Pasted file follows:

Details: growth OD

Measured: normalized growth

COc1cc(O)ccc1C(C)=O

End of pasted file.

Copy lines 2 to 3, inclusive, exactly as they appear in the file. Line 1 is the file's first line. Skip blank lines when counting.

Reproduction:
Measured: normalized growth

COc1cc(O)ccc1C(C)=O